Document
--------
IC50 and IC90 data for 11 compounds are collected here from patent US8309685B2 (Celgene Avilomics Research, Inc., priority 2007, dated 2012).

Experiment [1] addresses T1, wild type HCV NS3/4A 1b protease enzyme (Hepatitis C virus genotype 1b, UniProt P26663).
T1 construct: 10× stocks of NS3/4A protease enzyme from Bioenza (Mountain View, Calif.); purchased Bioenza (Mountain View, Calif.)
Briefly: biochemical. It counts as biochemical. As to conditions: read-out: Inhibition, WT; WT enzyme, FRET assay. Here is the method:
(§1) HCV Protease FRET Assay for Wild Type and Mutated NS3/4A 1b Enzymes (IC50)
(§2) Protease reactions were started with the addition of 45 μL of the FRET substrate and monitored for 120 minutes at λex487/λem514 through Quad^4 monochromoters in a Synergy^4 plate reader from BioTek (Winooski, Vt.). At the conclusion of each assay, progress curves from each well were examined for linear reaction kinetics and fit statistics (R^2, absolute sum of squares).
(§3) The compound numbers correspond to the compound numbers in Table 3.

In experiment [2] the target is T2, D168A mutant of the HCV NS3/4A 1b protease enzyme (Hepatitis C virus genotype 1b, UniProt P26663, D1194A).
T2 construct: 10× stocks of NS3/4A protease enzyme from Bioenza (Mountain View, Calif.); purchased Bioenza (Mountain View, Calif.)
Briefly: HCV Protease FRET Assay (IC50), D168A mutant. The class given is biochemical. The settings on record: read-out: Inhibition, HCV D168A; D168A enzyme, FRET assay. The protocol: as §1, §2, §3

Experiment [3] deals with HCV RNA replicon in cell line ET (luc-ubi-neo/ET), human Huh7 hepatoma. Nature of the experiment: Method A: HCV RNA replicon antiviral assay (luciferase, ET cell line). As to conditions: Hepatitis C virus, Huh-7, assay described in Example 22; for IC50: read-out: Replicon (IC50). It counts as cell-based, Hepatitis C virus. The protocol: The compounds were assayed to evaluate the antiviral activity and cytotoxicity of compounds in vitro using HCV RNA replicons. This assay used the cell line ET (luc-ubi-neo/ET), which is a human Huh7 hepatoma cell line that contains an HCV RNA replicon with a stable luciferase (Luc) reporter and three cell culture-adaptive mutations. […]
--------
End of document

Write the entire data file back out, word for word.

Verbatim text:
IC50 and IC90 data for 11 compounds are collected here from patent US8309685B2 (Celgene Avilomics Research, Inc., priority 2007, dated 2012).

Experiment [1] addresses T1, wild type HCV NS3/4A 1b protease enzyme (Hepatitis C virus genotype 1b, UniProt P26663).
T1 construct: 10× stocks of NS3/4A protease enzyme from Bioenza (Mountain View, Calif.); purchased Bioenza (Mountain View, Calif.)
Briefly: biochemical. It counts as biochemical. As to conditions: read-out: Inhibition, WT; WT enzyme, FRET assay. Here is the method:
(§1) HCV Protease FRET Assay for Wild Type and Mutated NS3/4A 1b Enzymes (IC50)
(§2) Protease reactions were started with the addition of 45 μL of the FRET substrate and monitored for 120 minutes at λex487/λem514 through Quad^4 monochromoters in a Synergy^4 plate reader from BioTek (Winooski, Vt.). At the conclusion of each assay, progress curves from each well were examined for linear reaction kinetics and fit statistics (R^2, absolute sum of squares).
(§3) The compound numbers correspond to the compound numbers in Table 3.

In experiment [2] the target is T2, D168A mutant of the HCV NS3/4A 1b protease enzyme (Hepatitis C virus genotype 1b, UniProt P26663, D1194A).
T2 construct: 10× stocks of NS3/4A protease enzyme from Bioenza (Mountain View, Calif.); purchased Bioenza (Mountain View, Calif.)
Briefly: HCV Protease FRET Assay (IC50), D168A mutant. The class given is biochemical. The settings on record: read-out: Inhibition, HCV D168A; D168A enzyme, FRET assay. The protocol: as §1, §2, §3

Experiment [3] deals with HCV RNA replicon in cell line ET (luc-ubi-neo/ET), human Huh7 hepatoma. Nature of the experiment: Method A: HCV RNA replicon antiviral assay (luciferase, ET cell line). As to conditions: Hepatitis C virus, Huh-7, assay described in Example 22; for IC50: read-out: Replicon (IC50). It counts as cell-based, Hepatitis C virus. The protocol: The compounds were assayed to evaluate the antiviral activity and cytotoxicity of compounds in vitro using HCV RNA replicons. This assay used the cell line ET (luc-ubi-neo/ET), which is a human Huh7 hepatoma cell line that contains an HCV RNA replicon with a stable luciferase (Luc) reporter and three cell culture-adaptive mutations. […]